parol evidence rule

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The parol evidence rule governs the extent to which parties to a case may introduce into court evidence of a prior or contemporaneous agreement in order to modify, explain, or supplement the contract at issue. The rule excludes the admission of parol evidence. This means that when the parties to a contract have made and signed a completely integrated written contract, evidence of antecedent negotiations (called "parol evidence") will not be admissible for the purpose of varying or contradicting what is written into the contract. 

Exceptions to the Parol Evidence Rule 

Some have argued that parol evidence should be admissible, as it may reflect ideas agreed upon by both parties but left out of the contract for some reason (possibly in bad faith by one party). Some courts have found that even with the parol evidence rule, they will allow antecedent negotiations to be admissible as evidence if the evidence meets 3 components:

  1. The agreement must be a collateral one
  2. The agreement must not contradict elements of the written contract
  3. The agreement must be something new that was not in the first contract
    1. The main rationale behind this component is that if the antecedent agreement was really agreed upon and liked by both parties, and if it is clearly connected, then it should have been included in the written contract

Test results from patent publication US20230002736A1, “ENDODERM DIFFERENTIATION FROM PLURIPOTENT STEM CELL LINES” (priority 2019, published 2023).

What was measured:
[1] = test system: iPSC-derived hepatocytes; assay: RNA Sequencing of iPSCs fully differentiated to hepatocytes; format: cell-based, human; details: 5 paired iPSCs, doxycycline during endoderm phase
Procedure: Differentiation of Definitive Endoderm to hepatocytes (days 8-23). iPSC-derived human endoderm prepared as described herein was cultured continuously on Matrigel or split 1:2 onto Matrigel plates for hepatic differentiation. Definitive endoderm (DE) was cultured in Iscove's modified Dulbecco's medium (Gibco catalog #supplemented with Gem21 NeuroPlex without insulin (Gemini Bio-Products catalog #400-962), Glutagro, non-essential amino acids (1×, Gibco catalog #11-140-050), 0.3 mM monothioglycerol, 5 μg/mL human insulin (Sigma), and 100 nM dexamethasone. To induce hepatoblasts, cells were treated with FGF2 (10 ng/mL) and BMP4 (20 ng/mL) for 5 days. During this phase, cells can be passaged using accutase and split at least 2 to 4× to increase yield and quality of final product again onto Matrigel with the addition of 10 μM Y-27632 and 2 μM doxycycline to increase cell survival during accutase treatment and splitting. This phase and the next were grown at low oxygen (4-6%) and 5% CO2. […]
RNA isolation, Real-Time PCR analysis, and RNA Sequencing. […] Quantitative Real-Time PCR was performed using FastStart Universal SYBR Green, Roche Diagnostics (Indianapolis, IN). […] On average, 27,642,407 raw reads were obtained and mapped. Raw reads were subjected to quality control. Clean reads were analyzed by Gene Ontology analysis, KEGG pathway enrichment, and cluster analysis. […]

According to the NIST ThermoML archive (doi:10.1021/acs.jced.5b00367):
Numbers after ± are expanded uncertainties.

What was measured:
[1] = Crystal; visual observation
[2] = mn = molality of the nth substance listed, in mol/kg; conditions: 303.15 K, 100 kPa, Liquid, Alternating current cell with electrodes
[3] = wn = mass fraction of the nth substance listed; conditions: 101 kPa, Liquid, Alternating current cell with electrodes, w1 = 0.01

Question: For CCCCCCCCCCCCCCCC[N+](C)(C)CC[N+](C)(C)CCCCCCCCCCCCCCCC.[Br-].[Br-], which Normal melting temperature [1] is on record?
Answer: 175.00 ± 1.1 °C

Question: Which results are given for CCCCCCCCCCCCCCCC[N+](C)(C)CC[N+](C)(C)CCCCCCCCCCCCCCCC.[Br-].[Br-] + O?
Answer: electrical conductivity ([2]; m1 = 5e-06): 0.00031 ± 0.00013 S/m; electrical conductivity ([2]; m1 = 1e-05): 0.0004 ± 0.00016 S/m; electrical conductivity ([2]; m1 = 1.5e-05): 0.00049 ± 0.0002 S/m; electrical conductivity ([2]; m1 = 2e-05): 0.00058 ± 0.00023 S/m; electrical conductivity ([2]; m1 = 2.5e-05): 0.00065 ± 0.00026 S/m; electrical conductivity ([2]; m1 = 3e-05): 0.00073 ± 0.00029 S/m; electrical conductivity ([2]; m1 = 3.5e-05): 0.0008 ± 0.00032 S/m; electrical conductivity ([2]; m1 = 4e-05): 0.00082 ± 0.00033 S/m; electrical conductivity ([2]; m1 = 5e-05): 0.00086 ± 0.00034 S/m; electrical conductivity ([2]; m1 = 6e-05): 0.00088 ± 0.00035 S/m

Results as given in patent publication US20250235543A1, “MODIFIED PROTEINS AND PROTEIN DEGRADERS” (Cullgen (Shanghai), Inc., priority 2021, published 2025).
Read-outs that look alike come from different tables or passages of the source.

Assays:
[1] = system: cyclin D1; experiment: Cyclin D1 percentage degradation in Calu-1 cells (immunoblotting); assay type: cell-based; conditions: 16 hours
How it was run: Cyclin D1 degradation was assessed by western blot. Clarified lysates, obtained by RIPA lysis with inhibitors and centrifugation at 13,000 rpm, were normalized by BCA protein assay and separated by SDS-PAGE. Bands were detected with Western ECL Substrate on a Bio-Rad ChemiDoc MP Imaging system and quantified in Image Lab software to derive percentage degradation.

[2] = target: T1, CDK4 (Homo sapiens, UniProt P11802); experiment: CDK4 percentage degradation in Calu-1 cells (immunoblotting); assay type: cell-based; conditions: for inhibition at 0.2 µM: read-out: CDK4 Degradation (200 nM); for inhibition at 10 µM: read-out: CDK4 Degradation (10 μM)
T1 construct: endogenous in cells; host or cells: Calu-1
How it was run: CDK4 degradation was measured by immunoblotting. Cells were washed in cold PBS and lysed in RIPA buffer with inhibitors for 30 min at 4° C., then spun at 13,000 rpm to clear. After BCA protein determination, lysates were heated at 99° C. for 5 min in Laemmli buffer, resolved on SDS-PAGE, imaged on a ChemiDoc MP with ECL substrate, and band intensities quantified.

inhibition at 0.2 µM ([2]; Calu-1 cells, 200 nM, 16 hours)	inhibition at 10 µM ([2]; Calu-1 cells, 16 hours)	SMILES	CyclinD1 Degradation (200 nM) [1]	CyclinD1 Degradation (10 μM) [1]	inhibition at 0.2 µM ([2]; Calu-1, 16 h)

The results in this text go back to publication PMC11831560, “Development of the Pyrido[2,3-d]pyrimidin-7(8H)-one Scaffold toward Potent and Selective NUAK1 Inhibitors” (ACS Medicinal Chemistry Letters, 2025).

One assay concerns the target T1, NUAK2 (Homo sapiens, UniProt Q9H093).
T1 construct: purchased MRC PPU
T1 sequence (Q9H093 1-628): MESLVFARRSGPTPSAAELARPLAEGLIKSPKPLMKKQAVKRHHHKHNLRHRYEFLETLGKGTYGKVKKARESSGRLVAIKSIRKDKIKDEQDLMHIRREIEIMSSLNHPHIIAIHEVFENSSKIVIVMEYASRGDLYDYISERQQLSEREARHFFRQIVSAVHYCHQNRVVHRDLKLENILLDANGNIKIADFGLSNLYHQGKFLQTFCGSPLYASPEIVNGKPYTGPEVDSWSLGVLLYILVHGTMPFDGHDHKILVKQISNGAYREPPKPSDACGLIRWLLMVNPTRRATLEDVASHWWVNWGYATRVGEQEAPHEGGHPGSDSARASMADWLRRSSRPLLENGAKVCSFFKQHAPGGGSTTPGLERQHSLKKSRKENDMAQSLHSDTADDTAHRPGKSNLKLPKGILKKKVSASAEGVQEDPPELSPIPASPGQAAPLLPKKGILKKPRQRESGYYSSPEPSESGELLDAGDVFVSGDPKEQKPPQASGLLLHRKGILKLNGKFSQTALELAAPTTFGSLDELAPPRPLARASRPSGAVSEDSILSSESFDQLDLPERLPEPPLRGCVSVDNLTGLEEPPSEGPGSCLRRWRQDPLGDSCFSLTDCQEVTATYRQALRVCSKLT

Debate over the Parol Evidence Rule

The parol evidence rule has caused much debate among legal scholars. Two noted scholars, Judge Corbin and Judge Williston have expressed disparate views on the subject:

  1. Judge Corbin opposes the parol evidence rule, stating that due to the complex nature of the changing relationships between parties who contract with each other, one can never be sure of when there is a complete expression of the agreement. As such, the law should recognize negotiations that may modify, explain, or supplement the contract
  2. Judge Williston, however, embraces the parol evidence rule. He argues that in order to have finality and to prevent endless litigation, the law must respect a final integration of terms in a contract.

The Parol Evidence Rule Today

A majority of states today no longer use the parol evidence rule, meaning that courts in those states will allow parties to introduce parol evidence at trial. Most recently, the California Supreme Court held in Riverisland Cold Storage v. Fresno-Madera Production Credit Ass'n (2013) that parol evidence is admissible when used to "claim that [a contract] should be voided because [the party/parties] were induced by fraud."


For further information on parol evidence, see this University of Richmond Law School Scholarship Repository article and this University of Chicago Law School journal article.